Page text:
As a result, more pupils are reading for pleasure. However, there is still work to do. Leaders' information shows that girls are far more likely than boys to borrow a book from the school library.

The school provides staff with a wide range of training opportunities. This includes leading on teaching and learning projects and sharing good practice across the school. As a result, teachers' subject knowledge is strong.

Teachers deliver lessons that support the planned curriculum. Pupils regularly recap their prior learning. This means that they can remember more and do more.

In mathematics, for example, this is leading to pupils becoming more independent in their learning. Sixth-form students appreciate the specialist teaching they receive. Consequently, almost all students in the sixth form complete their courses.

Staff have high expectations for what pupils can achieve. Usually, pupils realise these expectations. But in geography, and design and technology, sometimes the curriculum is not ambitious enough and pupils find some of the work too easy.

The school provides good care for pupils with SEND. Classroom support plans provide staff with advice about how to support pupils' learning. However, the plans are not precise enough.

This means that teachers and teaching assistants are not always clear about the best way to help pupils learn. This limits their progress.

Staff apply the school's behaviour policy well.

Pupils engage well in their learning. Staff adopt a consistent approach to dealing with any inappropriate behaviour. This includes the use of the refocus room.

As a result, the number of repeat suspensions is reducing over time.

Pupils say they appreciate how much 'extra' they get at Blythe Bridge. This includes being a student ambassador, a member of the PRK committee or organising fundraising events.

Students in the sixth form can become a higher sports leader or take part in the young enterprise scheme.

All staff speak highly about the support they get from leaders. This includes those who are new to teaching.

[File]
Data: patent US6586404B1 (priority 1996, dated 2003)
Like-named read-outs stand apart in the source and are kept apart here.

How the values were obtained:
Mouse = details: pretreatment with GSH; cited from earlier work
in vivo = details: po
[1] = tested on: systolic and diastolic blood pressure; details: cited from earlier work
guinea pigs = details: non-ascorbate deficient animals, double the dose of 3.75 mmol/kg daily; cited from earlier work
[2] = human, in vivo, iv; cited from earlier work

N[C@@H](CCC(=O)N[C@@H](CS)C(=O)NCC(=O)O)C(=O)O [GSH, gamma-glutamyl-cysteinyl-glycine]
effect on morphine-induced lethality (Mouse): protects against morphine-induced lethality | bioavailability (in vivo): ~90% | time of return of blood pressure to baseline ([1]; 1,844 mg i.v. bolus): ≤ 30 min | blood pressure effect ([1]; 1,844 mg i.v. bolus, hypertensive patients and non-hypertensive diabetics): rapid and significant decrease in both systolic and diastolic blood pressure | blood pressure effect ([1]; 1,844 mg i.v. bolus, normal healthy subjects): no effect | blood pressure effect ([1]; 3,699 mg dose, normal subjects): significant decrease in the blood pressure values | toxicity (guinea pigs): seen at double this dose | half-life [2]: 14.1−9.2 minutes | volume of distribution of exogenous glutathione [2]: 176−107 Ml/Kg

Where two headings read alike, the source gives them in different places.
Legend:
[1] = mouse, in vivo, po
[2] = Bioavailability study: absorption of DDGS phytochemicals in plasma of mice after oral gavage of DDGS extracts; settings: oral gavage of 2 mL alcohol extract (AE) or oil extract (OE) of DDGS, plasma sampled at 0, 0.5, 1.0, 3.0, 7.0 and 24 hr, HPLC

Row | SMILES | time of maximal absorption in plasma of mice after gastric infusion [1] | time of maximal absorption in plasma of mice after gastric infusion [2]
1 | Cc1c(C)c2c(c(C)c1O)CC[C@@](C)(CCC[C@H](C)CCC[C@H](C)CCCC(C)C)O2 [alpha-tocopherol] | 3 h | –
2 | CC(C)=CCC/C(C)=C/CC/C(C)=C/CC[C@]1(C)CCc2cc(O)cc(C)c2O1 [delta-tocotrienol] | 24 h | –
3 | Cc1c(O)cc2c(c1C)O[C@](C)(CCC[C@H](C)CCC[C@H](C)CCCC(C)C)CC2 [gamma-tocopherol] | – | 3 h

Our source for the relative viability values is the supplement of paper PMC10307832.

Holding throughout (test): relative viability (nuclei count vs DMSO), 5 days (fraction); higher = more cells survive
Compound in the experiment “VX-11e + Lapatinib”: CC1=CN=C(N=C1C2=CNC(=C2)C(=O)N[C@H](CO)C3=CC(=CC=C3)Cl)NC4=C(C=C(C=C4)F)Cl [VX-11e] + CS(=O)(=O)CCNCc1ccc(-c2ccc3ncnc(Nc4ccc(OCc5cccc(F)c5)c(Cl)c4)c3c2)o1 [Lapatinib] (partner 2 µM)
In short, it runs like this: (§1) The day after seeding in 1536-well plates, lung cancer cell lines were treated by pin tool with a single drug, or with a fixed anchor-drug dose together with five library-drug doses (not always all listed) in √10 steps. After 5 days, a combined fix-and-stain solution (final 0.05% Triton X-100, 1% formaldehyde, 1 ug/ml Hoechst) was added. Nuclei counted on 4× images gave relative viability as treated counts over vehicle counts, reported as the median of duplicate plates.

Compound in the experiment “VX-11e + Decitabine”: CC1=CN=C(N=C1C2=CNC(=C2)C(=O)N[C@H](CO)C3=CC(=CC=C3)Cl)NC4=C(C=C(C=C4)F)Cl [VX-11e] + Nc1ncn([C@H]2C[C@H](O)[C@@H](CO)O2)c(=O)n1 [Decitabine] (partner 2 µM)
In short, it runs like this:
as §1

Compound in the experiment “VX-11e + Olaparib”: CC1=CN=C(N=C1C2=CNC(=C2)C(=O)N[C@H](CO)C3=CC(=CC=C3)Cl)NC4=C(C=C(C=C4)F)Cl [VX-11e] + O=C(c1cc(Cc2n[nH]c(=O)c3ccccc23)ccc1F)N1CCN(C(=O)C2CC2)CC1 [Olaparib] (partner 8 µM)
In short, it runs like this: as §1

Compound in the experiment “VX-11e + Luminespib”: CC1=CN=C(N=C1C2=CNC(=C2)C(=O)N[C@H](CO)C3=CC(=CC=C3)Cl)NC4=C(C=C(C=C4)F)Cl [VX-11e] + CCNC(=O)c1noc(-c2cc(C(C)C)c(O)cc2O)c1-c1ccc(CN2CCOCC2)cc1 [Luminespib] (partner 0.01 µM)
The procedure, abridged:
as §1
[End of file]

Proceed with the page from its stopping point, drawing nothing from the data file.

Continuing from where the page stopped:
Leaders are mindful of staff workload. For example, they changed the way in which detentions were organised. This significantly reduced the number of times staff must be on duty.

Staff morale is high.

Governors are committed to the school and its pupils. They provide an effective balance of support and challenge to leaders.

For example, they make sure that pupils who are unable to attend school due to ill-health are set appropriate work.


The arrangements for safeguarding are effective.

Staff take pupils' welfare seriously.

Leaders make sure that staff receive the appropriate training. Staff know how to report concerns. Leaders follow these up effectively.

The school has strong links with external agencies. Families get the right help at the right time because of these good links.

Appropriate checks are completed on all adults who work at, or visit, the school.

Pupils learn how to keep themselves safe online through computing lessons, tutor time and assemblies. Students in the sixth form learn about how to stay safe at festivals. As a result, pupils say they feel safe.

Parents agree.

What does the school need to do to improve?

(Information for the school and appropriate authority)

• Pupils' classroom support plans are not as helpful as they could be in promoting effective learning. This means that teachers and teaching assistants do not always know which strategy to use that will best support pupils' learning.

This limits pupils' progress. Leaders should ensure staff are provided with sufficiently clear and precise advice to support the learning of pupils with SEND so that they achieve the best possible outcomes. ? In a couple of subjects, the planned curriculum is not as ambitious as it should be.

This means that some pupils find the work too easy. These pupils are therefore not fulfilling their potential. Leaders need to make sure that the curriculum is appropriately demanding across all subjects and supports pupils to build their knowledge well over time.

Also at this postcode
Forsbrook Nursery & Childcare Forsbrook CofE Controlled Primary School

  Compare to
nearby schools